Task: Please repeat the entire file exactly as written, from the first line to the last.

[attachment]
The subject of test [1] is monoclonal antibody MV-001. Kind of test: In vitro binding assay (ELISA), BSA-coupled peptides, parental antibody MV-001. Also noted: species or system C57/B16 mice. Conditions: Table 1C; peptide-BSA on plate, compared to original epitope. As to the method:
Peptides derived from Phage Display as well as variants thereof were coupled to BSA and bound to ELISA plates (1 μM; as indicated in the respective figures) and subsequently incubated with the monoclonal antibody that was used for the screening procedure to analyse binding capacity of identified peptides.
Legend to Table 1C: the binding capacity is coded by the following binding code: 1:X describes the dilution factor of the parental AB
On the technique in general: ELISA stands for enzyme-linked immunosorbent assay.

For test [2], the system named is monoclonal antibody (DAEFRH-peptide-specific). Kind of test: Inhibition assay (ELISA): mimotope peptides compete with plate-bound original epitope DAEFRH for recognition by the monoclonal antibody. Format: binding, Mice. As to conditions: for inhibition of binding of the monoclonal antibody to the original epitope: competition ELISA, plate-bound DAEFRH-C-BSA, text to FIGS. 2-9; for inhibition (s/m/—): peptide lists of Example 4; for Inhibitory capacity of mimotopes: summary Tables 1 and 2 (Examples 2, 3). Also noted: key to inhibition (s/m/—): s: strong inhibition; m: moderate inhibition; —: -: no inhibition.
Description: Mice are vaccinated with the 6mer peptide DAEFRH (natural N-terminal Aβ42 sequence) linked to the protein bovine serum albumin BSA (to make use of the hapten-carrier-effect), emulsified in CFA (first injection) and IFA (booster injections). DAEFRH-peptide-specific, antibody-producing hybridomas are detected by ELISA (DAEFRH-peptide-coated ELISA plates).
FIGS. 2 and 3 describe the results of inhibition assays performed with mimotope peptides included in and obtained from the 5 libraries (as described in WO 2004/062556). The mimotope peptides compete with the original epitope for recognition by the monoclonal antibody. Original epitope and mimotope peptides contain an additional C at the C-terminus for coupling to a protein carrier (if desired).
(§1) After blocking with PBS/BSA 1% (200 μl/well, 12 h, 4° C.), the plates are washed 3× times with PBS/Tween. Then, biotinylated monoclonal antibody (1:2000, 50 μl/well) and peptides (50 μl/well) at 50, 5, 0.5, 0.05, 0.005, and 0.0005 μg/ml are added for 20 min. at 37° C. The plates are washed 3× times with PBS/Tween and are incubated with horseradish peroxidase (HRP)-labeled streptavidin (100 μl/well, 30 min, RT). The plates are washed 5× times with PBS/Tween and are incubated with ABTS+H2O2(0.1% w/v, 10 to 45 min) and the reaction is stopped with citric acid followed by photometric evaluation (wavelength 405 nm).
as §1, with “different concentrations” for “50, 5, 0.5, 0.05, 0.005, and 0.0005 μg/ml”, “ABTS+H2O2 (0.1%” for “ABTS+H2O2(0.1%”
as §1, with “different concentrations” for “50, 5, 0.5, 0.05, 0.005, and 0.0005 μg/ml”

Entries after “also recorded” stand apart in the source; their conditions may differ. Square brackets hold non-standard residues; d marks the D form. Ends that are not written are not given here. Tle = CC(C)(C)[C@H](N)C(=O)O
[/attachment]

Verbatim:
The subject of test [1] is monoclonal antibody MV-001. Kind of test: In vitro binding assay (ELISA), BSA-coupled peptides, parental antibody MV-001. Also noted: species or system C57/B16 mice. Conditions: Table 1C; peptide-BSA on plate, compared to original epitope. As to the method:
Peptides derived from Phage Display as well as variants thereof were coupled to BSA and bound to ELISA plates (1 μM; as indicated in the respective figures) and subsequently incubated with the monoclonal antibody that was used for the screening procedure to analyse binding capacity of identified peptides.
Legend to Table 1C: the binding capacity is coded by the following binding code: 1:X describes the dilution factor of the parental AB
On the technique in general: ELISA stands for enzyme-linked immunosorbent assay.

For test [2], the system named is monoclonal antibody (DAEFRH-peptide-specific). Kind of test: Inhibition assay (ELISA): mimotope peptides compete with plate-bound original epitope DAEFRH for recognition by the monoclonal antibody. Format: binding, Mice. As to conditions: for inhibition of binding of the monoclonal antibody to the original epitope: competition ELISA, plate-bound DAEFRH-C-BSA, text to FIGS. 2-9; for inhibition (s/m/—): peptide lists of Example 4; for Inhibitory capacity of mimotopes: summary Tables 1 and 2 (Examples 2, 3). Also noted: key to inhibition (s/m/—): s: strong inhibition; m: moderate inhibition; —: -: no inhibition.
Description: Mice are vaccinated with the 6mer peptide DAEFRH (natural N-terminal Aβ42 sequence) linked to the protein bovine serum albumin BSA (to make use of the hapten-carrier-effect), emulsified in CFA (first injection) and IFA (booster injections). DAEFRH-peptide-specific, antibody-producing hybridomas are detected by ELISA (DAEFRH-peptide-coated ELISA plates).
FIGS. 2 and 3 describe the results of inhibition assays performed with mimotope peptides included in and obtained from the 5 libraries (as described in WO 2004/062556). The mimotope peptides compete with the original epitope for recognition by the monoclonal antibody. Original epitope and mimotope peptides contain an additional C at the C-terminus for coupling to a protein carrier (if desired).
(§1) After blocking with PBS/BSA 1% (200 μl/well, 12 h, 4° C.), the plates are washed 3× times with PBS/Tween. Then, biotinylated monoclonal antibody (1:2000, 50 μl/well) and peptides (50 μl/well) at 50, 5, 0.5, 0.05, 0.005, and 0.0005 μg/ml are added for 20 min. at 37° C. The plates are washed 3× times with PBS/Tween and are incubated with horseradish peroxidase (HRP)-labeled streptavidin (100 μl/well, 30 min, RT). The plates are washed 5× times with PBS/Tween and are incubated with ABTS+H2O2(0.1% w/v, 10 to 45 min) and the reaction is stopped with citric acid followed by photometric evaluation (wavelength 405 nm).
as §1, with “different concentrations” for “50, 5, 0.5, 0.05, 0.005, and 0.0005 μg/ml”, “ABTS+H2O2 (0.1%” for “ABTS+H2O2(0.1%”
as §1, with “different concentrations” for “50, 5, 0.5, 0.05, 0.005, and 0.0005 μg/ml”

Entries after “also recorded” stand apart in the source; their conditions may differ. Square brackets hold non-standard residues; d marks the D form. Ends that are not written are not given here. Tle = CC(C)(C)[C@H](N)C(=O)O